CORTLANDT, N.Y. After years of resolutions and 1,500 signed petitions, the New York State Department of Transportation says it is reviewing potential safety enhancements on the Bear Mountain State Parkway and is preparing to make an announcement.
"We are aware of the town's concerns and we're evaluating our options toward developing safety enhancements on the parkway," said Bill Reynolds, spokesperson for the DOT. "It's just premature for us to say exactly what our approach would be, but the DOT will be making an announcement soon."
The verbal response from the DOT comes after two fatal head-on collisions on the parkway in the space of nine months, and after repeated resolutions requesting safety enhancements, letters from elected officials and 1,500 signed petitions collected by relatives of LaMarr Barnes, a victim of a fatal head-on collision in December.
Cortlandt Town Supervisor Linda Puglisi said she was pleased to hear the DOT was reviewing safety measures, but, "Unfortunately, I cannot report they've responded," to the town's letters or petitions, she said.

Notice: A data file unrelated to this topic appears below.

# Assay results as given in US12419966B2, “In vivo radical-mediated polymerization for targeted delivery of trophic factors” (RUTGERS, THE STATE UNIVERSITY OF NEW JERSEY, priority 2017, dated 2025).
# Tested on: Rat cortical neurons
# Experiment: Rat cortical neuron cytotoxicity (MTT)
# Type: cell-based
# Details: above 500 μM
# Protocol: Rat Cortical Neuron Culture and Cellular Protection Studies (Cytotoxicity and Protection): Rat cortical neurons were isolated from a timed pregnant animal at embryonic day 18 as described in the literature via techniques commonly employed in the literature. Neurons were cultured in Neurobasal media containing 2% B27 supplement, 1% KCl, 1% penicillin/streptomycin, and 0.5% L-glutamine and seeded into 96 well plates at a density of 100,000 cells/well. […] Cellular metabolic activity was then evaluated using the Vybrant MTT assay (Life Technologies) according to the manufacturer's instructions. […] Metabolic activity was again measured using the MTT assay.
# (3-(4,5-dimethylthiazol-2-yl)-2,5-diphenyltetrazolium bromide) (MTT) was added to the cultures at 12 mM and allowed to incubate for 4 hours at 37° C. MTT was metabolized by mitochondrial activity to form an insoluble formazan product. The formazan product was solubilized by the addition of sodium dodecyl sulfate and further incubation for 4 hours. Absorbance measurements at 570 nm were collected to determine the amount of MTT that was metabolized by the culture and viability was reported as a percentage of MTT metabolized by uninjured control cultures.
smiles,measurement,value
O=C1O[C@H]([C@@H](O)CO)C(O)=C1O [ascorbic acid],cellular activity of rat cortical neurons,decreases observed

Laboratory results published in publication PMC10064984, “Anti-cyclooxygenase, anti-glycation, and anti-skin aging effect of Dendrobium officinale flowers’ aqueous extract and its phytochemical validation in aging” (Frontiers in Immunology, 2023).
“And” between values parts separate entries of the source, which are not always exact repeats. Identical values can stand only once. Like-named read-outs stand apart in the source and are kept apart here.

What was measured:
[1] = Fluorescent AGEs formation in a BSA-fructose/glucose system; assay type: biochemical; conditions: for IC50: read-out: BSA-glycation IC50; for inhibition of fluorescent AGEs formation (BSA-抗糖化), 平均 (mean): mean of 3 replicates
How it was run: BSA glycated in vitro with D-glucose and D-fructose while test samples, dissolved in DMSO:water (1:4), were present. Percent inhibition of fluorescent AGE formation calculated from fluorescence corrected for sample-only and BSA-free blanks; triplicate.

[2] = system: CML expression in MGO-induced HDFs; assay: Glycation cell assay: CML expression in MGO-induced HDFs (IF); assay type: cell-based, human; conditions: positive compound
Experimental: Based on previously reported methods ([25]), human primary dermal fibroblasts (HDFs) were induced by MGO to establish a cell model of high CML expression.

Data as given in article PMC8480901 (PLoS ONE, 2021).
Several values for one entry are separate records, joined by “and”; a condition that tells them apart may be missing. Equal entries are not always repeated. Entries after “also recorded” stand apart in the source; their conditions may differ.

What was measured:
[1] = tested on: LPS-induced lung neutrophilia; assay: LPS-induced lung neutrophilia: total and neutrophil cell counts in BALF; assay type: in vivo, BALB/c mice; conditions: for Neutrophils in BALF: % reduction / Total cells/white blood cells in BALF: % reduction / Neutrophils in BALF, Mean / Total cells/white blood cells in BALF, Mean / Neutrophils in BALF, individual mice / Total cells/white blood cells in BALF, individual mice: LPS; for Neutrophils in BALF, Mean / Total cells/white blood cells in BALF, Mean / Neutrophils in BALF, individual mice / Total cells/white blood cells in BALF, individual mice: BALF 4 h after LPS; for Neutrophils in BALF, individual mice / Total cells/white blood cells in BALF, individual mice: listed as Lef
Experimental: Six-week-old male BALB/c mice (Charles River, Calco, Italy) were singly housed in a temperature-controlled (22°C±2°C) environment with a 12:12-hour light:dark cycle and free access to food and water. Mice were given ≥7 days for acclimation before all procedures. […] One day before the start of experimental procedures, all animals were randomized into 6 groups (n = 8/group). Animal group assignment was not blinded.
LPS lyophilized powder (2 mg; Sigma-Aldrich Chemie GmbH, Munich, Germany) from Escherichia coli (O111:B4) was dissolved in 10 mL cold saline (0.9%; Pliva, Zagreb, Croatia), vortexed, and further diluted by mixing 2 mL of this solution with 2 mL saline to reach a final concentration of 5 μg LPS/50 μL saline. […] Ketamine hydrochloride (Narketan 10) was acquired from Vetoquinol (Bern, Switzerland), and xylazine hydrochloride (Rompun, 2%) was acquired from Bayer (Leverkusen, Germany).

"As a member of the Hudson Valley Hospital's emergency staff, barely a week goes by that there isn't an accident on that road," Cortlandt council member Richard Becker said Tuesday evening.
"I have been requesting a guardrail-median-barrier on the entire stretch of this state highway in Cortlandt to the City of Peekskill for many years, and now decades, to no avail. The state DOT has always responded by saying, 'we don't have the funds,' or 'it's under review.' However, these answers are no longer acceptable due to this fatality, many others over the years and the injuries resulting from the accidents that have occurred when cars cross over the double yellow lines without a barricade to stop them," wrote Puglisi in a letter sent to the DOT commissioner July 2 and filed Tuesday evening.
Before the DOT responded Tuesday to recent lobbying efforts by the Town of Cortlandt, the DOT said a $60 million project on the parkway scheduled to begin in 2012 was significantly scaled down and postponed to 2017 due to the "national economic downturn."
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